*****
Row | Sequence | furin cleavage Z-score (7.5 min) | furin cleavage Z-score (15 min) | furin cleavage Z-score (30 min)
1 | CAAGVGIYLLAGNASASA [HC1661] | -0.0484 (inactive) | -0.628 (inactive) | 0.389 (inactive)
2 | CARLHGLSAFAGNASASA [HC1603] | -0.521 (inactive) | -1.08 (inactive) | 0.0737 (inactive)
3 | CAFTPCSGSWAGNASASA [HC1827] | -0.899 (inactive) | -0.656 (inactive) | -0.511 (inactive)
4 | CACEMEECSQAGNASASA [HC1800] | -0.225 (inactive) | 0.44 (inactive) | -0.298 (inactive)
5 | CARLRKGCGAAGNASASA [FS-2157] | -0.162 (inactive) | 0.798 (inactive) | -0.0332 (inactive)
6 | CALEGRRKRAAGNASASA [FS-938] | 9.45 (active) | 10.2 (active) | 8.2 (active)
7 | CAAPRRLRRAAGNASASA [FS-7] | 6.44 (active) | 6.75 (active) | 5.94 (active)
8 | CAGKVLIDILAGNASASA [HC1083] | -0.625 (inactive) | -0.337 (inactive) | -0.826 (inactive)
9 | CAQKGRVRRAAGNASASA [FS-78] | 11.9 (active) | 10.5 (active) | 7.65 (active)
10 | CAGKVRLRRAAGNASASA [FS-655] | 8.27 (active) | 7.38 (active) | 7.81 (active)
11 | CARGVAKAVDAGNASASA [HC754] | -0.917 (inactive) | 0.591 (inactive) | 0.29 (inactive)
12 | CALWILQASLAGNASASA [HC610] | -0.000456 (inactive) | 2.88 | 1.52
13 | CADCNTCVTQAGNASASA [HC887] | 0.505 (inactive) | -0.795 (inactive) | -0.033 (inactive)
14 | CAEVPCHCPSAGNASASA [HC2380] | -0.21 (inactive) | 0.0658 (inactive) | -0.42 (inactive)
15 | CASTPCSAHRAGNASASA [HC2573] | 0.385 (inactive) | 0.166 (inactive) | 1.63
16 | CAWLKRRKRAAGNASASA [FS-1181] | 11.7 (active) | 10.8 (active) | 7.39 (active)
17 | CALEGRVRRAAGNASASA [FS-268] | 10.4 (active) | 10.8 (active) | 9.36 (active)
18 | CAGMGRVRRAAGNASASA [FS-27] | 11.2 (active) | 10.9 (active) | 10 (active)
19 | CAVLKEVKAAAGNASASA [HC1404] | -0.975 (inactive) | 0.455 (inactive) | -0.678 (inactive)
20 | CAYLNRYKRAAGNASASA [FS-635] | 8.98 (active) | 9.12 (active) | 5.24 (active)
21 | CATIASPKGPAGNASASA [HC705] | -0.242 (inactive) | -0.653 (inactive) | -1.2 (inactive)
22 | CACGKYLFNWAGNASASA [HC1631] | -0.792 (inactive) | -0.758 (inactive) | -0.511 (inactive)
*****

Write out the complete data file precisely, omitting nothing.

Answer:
Row | Sequence | furin cleavage Z-score (7.5 min) | furin cleavage Z-score (15 min) | furin cleavage Z-score (30 min)
1 | CAAGVGIYLLAGNASASA [HC1661] | -0.0484 (inactive) | -0.628 (inactive) | 0.389 (inactive)
2 | CARLHGLSAFAGNASASA [HC1603] | -0.521 (inactive) | -1.08 (inactive) | 0.0737 (inactive)
3 | CAFTPCSGSWAGNASASA [HC1827] | -0.899 (inactive) | -0.656 (inactive) | -0.511 (inactive)
4 | CACEMEECSQAGNASASA [HC1800] | -0.225 (inactive) | 0.44 (inactive) | -0.298 (inactive)
5 | CARLRKGCGAAGNASASA [FS-2157] | -0.162 (inactive) | 0.798 (inactive) | -0.0332 (inactive)
6 | CALEGRRKRAAGNASASA [FS-938] | 9.45 (active) | 10.2 (active) | 8.2 (active)
7 | CAAPRRLRRAAGNASASA [FS-7] | 6.44 (active) | 6.75 (active) | 5.94 (active)
8 | CAGKVLIDILAGNASASA [HC1083] | -0.625 (inactive) | -0.337 (inactive) | -0.826 (inactive)
9 | CAQKGRVRRAAGNASASA [FS-78] | 11.9 (active) | 10.5 (active) | 7.65 (active)
10 | CAGKVRLRRAAGNASASA [FS-655] | 8.27 (active) | 7.38 (active) | 7.81 (active)
11 | CARGVAKAVDAGNASASA [HC754] | -0.917 (inactive) | 0.591 (inactive) | 0.29 (inactive)
12 | CALWILQASLAGNASASA [HC610] | -0.000456 (inactive) | 2.88 | 1.52
13 | CADCNTCVTQAGNASASA [HC887] | 0.505 (inactive) | -0.795 (inactive) | -0.033 (inactive)
14 | CAEVPCHCPSAGNASASA [HC2380] | -0.21 (inactive) | 0.0658 (inactive) | -0.42 (inactive)
15 | CASTPCSAHRAGNASASA [HC2573] | 0.385 (inactive) | 0.166 (inactive) | 1.63
16 | CAWLKRRKRAAGNASASA [FS-1181] | 11.7 (active) | 10.8 (active) | 7.39 (active)
17 | CALEGRVRRAAGNASASA [FS-268] | 10.4 (active) | 10.8 (active) | 9.36 (active)
18 | CAGMGRVRRAAGNASASA [FS-27] | 11.2 (active) | 10.9 (active) | 10 (active)
19 | CAVLKEVKAAAGNASASA [HC1404] | -0.975 (inactive) | 0.455 (inactive) | -0.678 (inactive)
20 | CAYLNRYKRAAGNASASA [FS-635] | 8.98 (active) | 9.12 (active) | 5.24 (active)
21 | CATIASPKGPAGNASASA [HC705] | -0.242 (inactive) | -0.653 (inactive) | -1.2 (inactive)
22 | CACGKYLFNWAGNASASA [HC1631] | -0.792 (inactive) | -0.758 (inactive) | -0.511 (inactive)